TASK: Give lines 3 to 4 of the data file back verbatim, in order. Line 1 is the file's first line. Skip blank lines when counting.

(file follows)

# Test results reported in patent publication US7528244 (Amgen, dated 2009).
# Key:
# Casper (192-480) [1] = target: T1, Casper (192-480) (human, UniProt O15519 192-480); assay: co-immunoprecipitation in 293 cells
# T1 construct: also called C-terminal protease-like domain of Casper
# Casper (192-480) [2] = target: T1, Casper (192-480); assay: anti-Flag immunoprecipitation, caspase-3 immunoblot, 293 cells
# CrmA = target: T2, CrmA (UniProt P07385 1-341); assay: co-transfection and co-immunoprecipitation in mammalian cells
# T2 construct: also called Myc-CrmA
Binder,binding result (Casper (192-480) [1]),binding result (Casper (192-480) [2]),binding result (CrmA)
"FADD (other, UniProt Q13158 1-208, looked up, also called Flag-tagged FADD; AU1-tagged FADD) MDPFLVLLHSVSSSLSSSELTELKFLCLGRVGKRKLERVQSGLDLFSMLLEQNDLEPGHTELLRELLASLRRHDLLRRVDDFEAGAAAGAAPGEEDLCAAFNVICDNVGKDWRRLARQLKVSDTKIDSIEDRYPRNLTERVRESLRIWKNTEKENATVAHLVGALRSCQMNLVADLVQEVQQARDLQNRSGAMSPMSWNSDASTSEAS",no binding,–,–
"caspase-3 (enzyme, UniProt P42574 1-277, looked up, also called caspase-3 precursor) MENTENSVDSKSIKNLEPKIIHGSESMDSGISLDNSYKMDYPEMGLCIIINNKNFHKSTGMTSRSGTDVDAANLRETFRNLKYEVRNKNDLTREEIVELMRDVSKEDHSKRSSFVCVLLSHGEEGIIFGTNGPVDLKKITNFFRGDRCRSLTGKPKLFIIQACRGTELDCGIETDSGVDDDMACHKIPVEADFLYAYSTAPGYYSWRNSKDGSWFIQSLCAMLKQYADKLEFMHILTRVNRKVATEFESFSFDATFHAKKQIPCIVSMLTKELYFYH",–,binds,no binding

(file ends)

# Casper (192-480) [1] = target: T1, Casper (192-480) (human, UniProt O15519 192-480); assay: co-immunoprecipitation in 293 cells
# T1 construct: also called C-terminal protease-like domain of Casper